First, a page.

Transparency is at the heart of what we do at Spartan Carry. We love talking shop. If you don’t find your question here, submit one to us below, and help turn this FAQ into an Encyclopedia Spartanica.
Q: What makes Spartan Made sustainable?
A: Sustainability is a complex topic that we’re deeply committed to. First, we choose quality materials and over-engineer our items to last longer, so that they’ll stay out of the waste stream for longer. We produce in small batches to avoid wasteful overstocks. We also strive to incorporate zero-waste design as much as possible into our pattern-making. It’s a little like origami, starting with a rectangular piece of textile and seeing how it can be folded and sewn to create a 3-D shape. Most of our designs are based on zero or low waste patterns. We try to use as much of the material as we can, and donate the rest to re-use places (like Fabscrap in Philly). Truly greening the textile industry is incredibly hard, but we’re trying!
Q: Do you have a shop?
A: Our current workshop isn’t open to the public, unfortunately, but our brick and mortar dreams are deferred, not abandoned. When we outgrew the 125 square foot Spartan Manor (with 7 sewing machines it wasn’t hard to do!) we decided to get a dedicated workshop space. We didn’t shoot for a storefront, but that’s what we got, and we loved our hybrid workshop/store in Oneonta, NY. We moved to Philadelphia in September, 2022: come visit us at a local maker’s market.
Q: Why do your products cost so much?
A: Simple. We use the best materials we can find and charge a fair rate for labor. Our products are made in the USA, and they’re over-engineered to last longer. The better question is why is everything else so cheap (and cheaply made)? Fast fashion fills landfills and shareholder pockets but doesn’t fill worker bellies, and it doesn’t fill our lives with objects that invoke joy. We believe in buying less but better, and we hope you’ll join us in supporting American craft.
Q: Do you do custom work?
A: Generally, no. Custom jobs often require completely new patterns, and that’s incredibly time-consuming. Moreover, the product you get is likely to be a prototype. In a blog post some time we’ll explain the prototyping and testing process we use to get a design to a point we’re happy with it. Suffice to say the first iteration is usually not that! That being said, we sometimes consider special versions of existing products, so feel free to contact us.
Q: Won’t the natural white canvas get dirty?
A: Yep. We’ve had a natural canvas tote bag from a famous company for over thirty years and I don’t recall washing it. It’s got a great patina. See our Care & Repair for more tips on spot cleaning the natural canvas. We haven’t tried Scotch Guard because we don’t like chemicals we can’t spell.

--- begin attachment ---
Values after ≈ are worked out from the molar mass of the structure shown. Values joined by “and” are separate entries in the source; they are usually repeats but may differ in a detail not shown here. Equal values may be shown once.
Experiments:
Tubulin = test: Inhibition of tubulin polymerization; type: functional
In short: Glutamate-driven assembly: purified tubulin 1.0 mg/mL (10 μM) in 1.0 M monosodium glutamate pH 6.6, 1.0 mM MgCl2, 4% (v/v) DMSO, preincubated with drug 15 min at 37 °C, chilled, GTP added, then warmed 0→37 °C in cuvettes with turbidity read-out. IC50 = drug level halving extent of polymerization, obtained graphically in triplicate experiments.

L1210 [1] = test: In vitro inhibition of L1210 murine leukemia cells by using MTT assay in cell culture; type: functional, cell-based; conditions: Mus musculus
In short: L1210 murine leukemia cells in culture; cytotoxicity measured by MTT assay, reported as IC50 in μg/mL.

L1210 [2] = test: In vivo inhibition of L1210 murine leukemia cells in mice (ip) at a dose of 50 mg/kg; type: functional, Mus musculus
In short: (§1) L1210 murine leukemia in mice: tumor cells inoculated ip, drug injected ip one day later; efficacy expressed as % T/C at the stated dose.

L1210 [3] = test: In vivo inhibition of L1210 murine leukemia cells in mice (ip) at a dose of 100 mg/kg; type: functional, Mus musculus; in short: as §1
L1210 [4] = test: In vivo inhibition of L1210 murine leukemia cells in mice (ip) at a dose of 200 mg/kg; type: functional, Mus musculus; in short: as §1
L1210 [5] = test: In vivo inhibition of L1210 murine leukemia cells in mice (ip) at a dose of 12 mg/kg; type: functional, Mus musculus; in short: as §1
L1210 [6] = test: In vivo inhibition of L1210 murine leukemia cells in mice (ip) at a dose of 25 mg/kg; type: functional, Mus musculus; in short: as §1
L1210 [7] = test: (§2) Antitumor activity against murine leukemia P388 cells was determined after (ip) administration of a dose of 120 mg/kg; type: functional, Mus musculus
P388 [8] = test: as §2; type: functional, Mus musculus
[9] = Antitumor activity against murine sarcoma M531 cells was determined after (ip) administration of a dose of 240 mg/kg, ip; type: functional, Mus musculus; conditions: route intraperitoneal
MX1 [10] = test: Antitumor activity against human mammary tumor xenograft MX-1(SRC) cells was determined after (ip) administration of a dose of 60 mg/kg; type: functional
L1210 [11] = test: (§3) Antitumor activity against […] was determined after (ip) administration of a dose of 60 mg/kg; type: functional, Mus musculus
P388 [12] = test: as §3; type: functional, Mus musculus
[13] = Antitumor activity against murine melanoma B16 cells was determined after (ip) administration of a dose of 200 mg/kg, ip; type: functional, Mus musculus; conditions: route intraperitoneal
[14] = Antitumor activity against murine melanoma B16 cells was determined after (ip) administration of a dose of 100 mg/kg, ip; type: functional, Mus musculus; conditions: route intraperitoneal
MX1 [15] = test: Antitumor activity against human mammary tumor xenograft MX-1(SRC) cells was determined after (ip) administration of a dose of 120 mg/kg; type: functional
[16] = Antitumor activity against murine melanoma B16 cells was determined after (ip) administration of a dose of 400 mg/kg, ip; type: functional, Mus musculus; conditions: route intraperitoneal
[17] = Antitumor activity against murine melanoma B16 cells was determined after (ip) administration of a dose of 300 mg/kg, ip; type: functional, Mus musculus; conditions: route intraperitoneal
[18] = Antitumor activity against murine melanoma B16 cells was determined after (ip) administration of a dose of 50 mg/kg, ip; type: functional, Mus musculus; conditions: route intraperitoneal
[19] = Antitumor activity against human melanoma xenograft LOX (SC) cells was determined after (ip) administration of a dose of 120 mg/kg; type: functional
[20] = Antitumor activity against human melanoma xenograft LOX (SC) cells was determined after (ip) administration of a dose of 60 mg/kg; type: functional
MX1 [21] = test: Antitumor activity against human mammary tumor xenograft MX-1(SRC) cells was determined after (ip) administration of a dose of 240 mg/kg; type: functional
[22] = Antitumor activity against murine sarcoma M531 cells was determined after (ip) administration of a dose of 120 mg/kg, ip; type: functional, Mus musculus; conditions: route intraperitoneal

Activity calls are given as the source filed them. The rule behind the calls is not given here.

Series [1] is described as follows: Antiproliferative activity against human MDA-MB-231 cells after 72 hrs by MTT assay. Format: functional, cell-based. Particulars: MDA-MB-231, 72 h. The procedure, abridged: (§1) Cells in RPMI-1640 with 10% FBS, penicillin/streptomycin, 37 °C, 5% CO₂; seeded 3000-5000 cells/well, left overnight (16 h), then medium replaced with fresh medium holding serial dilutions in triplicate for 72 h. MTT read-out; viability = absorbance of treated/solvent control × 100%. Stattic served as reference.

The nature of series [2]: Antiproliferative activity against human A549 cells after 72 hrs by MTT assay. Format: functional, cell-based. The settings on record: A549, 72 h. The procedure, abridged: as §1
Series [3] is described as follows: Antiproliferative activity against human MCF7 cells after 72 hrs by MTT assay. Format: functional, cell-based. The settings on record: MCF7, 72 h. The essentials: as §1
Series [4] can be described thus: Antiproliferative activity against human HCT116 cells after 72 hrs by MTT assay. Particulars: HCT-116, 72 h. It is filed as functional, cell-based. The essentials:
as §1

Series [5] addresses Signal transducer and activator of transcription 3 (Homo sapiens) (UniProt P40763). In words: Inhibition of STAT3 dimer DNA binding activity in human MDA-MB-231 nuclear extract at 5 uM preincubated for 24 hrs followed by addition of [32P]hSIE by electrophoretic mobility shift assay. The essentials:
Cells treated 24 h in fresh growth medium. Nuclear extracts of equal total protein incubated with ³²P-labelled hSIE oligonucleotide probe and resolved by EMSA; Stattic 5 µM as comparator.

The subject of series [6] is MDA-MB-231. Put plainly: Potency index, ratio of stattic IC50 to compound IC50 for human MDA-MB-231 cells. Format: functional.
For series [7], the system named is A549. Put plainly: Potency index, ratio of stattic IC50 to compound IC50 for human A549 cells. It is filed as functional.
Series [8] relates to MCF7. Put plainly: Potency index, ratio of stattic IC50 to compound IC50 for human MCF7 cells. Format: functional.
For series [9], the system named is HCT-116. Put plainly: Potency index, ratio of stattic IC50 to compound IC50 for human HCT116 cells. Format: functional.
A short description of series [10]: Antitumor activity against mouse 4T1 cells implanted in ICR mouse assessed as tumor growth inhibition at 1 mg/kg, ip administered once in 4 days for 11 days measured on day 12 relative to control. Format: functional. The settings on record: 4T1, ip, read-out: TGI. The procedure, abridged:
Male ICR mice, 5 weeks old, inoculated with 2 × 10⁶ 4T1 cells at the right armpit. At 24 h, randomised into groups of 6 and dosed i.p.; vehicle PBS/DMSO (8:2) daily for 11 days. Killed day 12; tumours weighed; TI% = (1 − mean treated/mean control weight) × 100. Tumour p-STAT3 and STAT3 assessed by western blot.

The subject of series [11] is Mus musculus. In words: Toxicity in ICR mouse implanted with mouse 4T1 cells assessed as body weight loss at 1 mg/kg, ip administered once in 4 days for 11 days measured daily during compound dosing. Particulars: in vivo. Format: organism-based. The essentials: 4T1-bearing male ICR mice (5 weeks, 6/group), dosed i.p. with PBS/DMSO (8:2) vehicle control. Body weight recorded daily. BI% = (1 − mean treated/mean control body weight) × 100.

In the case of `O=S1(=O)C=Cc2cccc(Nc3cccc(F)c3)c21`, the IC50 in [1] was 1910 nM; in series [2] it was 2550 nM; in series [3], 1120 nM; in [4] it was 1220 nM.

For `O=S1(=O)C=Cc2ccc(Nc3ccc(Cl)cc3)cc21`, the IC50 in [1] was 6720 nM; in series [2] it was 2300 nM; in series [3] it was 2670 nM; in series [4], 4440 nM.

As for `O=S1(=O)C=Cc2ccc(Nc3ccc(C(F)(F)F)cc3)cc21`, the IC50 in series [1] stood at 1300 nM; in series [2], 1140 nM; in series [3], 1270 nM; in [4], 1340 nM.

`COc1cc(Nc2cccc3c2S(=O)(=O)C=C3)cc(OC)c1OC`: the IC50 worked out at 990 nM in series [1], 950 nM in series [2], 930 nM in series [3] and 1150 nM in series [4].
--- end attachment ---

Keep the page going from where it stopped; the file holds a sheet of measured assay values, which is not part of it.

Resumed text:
Q: What’s better for the environment, cotton or nylon?
A: We use natural materials (cotton, canvas, linen) and synthetics (nylon, dyneema, X-PAC) and some of our items mix both. The only synthetic on our tote bags, for example, is the Spartan Made label (we’re working on that). The truth is that it’s not an easy determination to make. Leather clearly has issues, though it’s a byproduct of the meat industry and not a driver of it. We use vegetable tanned leather to minimize environmental impact. Water usage is a key part of both tanning and cotton cultivation, and especially the latter can be quite environmentally destructive. That said, a cotton and leather bag will biodegrade fully and safely, while we worry that nylon and other synthetics will slowly rub away into micro plastics that are bad news for everyone. And of course there’s the enormous environmental toll of the petro-industry, from global warming to spills to the cancer rates around refineries.
Q: Are your bags Vegan?
A: Our sport line made of synthetics is vegan. Our natural line is not, often using both beeswax and leather. However, our waxed canvas does not use petroleum products.
Q: Why don’t you use faux leather?
A: In most cases, that means a petroleum-derived product that doesn’t act, feel or look like real leather (so what’s the point?). There’s some really promising leather alternatives being developed from natural sources like fungus. Right now they’re hard to get, especially for small makers. Hoping some day to get to work with them!
To submit a question, visit Contact.